Adult Career Counseling in a New Age
The changing workplace - a by-now familiar litany of economic, demographic, organizational, and social changes - has made ambiguity the only certainty in work life. Many adults had little or no career education, guidance, or counseling when they were "in school " and often seek such help now, making job or career changes spurred by their personal stage of development or by the "postmodern" workplace. Although career development is a continuous lifelong process, "media and some scholars continue to dramatize crisis in midlife" (Lea and Leibowitz 1992, p. 8). Crises and transitions can occur at any period, however. Hoyt and Lester (1995) found that the career needs of adults aged 18-25 are particularly not being met. The issues and implications of career counseling for adults in the kaleidoscopic context of today's workplace are the focus of this Digest.
An Adult Perspective on Career Counseling
In this era of organizational restructuring and technological change, individuals can no longer plan on spending their entire working lives with one organization. Life no longer follows a linear path: schooling, work, retirement. Career paths, too, are no longer a linear rise up the ladder to the top. Some analysts proclaim the "new rules of work" : everyone is self-employed and the concept of "job " is disappearing (Hall and Mirvis 1995). Such fundamental changes mean that people need more help than ever with career issues. However, a recent survey of 1,046 adults (Hoyt and Lester 1995) showed that 40% would turn to family or friends first; 37% to counselors. Only 30% had discussed career choices with school or college counselors; only 36% had made a conscious career choice or plan; and, for 47%, the primary sources of career information were television, magazines, and newspapers.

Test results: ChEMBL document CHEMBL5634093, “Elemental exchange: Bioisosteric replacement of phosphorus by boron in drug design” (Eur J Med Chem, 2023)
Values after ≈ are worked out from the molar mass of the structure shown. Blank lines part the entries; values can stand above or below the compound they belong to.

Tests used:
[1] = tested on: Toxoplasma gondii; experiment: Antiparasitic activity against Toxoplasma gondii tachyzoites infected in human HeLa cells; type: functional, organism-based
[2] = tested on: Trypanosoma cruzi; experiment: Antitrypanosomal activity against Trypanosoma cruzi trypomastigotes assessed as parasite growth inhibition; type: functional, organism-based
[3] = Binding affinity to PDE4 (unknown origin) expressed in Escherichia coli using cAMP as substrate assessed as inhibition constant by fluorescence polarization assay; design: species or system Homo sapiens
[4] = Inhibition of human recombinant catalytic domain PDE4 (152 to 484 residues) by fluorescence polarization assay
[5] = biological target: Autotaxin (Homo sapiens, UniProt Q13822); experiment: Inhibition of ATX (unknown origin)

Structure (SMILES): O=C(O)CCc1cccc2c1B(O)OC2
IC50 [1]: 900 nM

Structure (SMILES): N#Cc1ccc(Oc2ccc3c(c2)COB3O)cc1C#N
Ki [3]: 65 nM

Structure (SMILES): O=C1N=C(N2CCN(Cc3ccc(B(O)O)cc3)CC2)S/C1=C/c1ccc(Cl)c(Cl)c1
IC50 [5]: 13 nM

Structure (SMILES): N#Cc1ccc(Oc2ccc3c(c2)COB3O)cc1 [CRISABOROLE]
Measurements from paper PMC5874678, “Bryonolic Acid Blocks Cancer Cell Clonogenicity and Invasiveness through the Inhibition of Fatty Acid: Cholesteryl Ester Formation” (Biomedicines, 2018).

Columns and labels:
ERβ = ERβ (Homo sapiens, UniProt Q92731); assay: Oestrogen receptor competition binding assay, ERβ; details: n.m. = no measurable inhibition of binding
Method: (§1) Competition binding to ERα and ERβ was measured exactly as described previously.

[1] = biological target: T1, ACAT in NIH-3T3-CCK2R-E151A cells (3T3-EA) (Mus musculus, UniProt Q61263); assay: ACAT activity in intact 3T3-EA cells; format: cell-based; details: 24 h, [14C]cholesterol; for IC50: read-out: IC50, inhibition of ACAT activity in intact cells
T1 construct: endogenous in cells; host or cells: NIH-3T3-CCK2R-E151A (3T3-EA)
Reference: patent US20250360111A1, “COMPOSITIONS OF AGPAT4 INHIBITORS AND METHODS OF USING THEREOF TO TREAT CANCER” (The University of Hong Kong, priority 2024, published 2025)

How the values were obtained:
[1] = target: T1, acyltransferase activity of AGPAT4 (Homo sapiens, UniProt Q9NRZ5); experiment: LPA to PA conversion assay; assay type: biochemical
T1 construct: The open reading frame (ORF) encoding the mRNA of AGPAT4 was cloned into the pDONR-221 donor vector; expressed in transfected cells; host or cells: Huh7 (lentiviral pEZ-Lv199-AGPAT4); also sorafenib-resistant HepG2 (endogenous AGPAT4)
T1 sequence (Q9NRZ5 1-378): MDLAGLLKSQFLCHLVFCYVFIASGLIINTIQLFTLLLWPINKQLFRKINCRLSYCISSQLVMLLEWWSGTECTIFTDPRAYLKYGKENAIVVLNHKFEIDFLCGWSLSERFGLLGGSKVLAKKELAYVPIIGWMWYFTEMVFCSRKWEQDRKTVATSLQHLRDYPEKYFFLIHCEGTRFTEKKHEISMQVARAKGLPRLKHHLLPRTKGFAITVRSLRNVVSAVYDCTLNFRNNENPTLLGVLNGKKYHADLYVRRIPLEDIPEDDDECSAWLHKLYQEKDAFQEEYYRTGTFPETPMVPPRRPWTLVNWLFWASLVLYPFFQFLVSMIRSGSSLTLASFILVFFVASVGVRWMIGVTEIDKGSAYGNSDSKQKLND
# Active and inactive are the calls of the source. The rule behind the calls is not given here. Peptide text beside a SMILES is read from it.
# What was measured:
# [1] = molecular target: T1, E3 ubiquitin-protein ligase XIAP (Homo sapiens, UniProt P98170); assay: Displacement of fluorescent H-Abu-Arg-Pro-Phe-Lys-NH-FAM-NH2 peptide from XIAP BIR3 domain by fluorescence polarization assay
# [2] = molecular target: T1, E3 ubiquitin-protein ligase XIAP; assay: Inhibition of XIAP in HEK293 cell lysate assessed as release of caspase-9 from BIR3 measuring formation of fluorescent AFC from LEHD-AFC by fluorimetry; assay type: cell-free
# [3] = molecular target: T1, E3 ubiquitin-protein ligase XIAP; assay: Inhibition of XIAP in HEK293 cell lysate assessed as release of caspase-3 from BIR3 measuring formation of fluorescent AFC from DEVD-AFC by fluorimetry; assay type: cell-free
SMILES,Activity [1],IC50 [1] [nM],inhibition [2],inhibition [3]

Unlike counselors of high school or traditional-age college students, adult career counselors deal with an extremely heterogeneous population who are at vastly different stages of life (Lea and Leibowitz 1992). Their clients' career issues are complicated by family responsibilities and work and life experiences that color their attitudes, values, and decisions. Some may already have made the decision to change, have a great deal of self-knowledge, and need information or assistance in coping with the new context of job search. Others may have drifted into their jobs with little planning or guidance, have difficulty making decisions, and lack awareness of their skills, abilities, and interests. Some may be self-directed learners who just need to be pointed in the right direction; others may want to be given the answer to their career conundrum in a structured way.
Clearly, counselors must be familiar with adult development and adult learning theories and need varied approaches for these different types of clients. They can guide adult clients in mining their life experiences as a source of career information. For experienced...